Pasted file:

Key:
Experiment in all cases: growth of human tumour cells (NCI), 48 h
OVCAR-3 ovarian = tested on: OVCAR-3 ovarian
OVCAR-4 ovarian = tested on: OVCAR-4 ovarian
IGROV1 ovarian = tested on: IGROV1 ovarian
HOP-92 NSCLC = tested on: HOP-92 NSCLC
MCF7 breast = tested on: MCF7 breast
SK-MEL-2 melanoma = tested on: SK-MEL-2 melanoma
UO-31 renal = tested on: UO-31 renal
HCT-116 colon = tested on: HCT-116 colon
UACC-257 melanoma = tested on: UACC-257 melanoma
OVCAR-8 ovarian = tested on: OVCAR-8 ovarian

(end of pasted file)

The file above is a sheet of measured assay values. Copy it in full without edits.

Key:
Experiment in all cases: growth of human tumour cells (NCI), 48 h
OVCAR-3 ovarian = tested on: OVCAR-3 ovarian
OVCAR-4 ovarian = tested on: OVCAR-4 ovarian
IGROV1 ovarian = tested on: IGROV1 ovarian
HOP-92 NSCLC = tested on: HOP-92 NSCLC
MCF7 breast = tested on: MCF7 breast
SK-MEL-2 melanoma = tested on: SK-MEL-2 melanoma
UO-31 renal = tested on: UO-31 renal
HCT-116 colon = tested on: HCT-116 colon
UACC-257 melanoma = tested on: UACC-257 melanoma
OVCAR-8 ovarian = tested on: OVCAR-8 ovarian